Why are file formats important? While it’s unlikely that applications will be wiped off the face of the earth, it might be important for you to ensure that any document created now is readable in the future. If your document is written using an app which saves files in a byzantine proprietary format, you may not be able to recover it in a few years’ time without having access to that same application. Nick Heer
This update to iWork just keeps getting better and better: not only does it remove features for advanced users, it’s also significantly slower and switches to a proprietary file format with no backwards compatibility! This makes it much harder for other apps to handle the files and basically impossible for users to retrieve text inside the files without using iWork. Some have speculated that this change makes it easier to sync files back-and-forth with mobile devices, but that only serves to underline iCloud’s limitations.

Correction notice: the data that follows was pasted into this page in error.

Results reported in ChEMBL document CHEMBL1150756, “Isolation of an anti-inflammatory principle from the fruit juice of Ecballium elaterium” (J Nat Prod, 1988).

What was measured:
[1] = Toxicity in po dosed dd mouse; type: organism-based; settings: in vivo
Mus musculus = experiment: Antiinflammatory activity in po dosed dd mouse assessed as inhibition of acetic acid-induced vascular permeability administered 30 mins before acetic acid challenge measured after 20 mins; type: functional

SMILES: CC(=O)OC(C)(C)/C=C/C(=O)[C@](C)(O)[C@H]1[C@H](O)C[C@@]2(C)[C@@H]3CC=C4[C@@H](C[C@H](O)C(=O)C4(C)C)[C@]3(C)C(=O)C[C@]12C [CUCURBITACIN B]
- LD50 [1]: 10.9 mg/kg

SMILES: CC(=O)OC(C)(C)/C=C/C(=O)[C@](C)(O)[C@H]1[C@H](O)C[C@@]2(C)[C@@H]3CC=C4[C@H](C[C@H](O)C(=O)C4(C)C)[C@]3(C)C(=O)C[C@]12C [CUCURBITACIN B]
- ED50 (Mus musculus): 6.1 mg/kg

For some perspective, the much-hated Microsoft Office made the transition in the opposite direction more than 6 years ago, switching from the closed binary formats (.doc, .xls, etc.) to more readable XML-based files (.docx, .xlsx and so on) in Office 2007.